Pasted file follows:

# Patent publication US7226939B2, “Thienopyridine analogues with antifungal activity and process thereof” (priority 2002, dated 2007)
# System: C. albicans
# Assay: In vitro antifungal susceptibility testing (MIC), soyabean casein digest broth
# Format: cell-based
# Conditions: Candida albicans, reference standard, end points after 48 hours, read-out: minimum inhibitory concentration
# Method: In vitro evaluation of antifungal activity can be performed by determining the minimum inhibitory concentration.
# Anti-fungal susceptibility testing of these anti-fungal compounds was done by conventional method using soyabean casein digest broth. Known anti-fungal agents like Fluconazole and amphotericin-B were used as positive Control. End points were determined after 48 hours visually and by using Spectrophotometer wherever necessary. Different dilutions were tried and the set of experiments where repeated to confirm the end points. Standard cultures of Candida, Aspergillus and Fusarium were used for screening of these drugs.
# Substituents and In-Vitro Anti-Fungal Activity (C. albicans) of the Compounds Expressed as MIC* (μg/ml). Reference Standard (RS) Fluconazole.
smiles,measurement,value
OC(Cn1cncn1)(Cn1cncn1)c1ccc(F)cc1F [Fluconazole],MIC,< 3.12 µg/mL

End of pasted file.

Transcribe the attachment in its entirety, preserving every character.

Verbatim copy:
# Patent publication US7226939B2, “Thienopyridine analogues with antifungal activity and process thereof” (priority 2002, dated 2007)
# System: C. albicans
# Assay: In vitro antifungal susceptibility testing (MIC), soyabean casein digest broth
# Format: cell-based
# Conditions: Candida albicans, reference standard, end points after 48 hours, read-out: minimum inhibitory concentration
# Method: In vitro evaluation of antifungal activity can be performed by determining the minimum inhibitory concentration.
# Anti-fungal susceptibility testing of these anti-fungal compounds was done by conventional method using soyabean casein digest broth. Known anti-fungal agents like Fluconazole and amphotericin-B were used as positive Control. End points were determined after 48 hours visually and by using Spectrophotometer wherever necessary. Different dilutions were tried and the set of experiments where repeated to confirm the end points. Standard cultures of Candida, Aspergillus and Fusarium were used for screening of these drugs.
# Substituents and In-Vitro Anti-Fungal Activity (C. albicans) of the Compounds Expressed as MIC* (μg/ml). Reference Standard (RS) Fluconazole.
smiles,measurement,value
OC(Cn1cncn1)(Cn1cncn1)c1ccc(F)cc1F [Fluconazole],MIC,< 3.12 µg/mL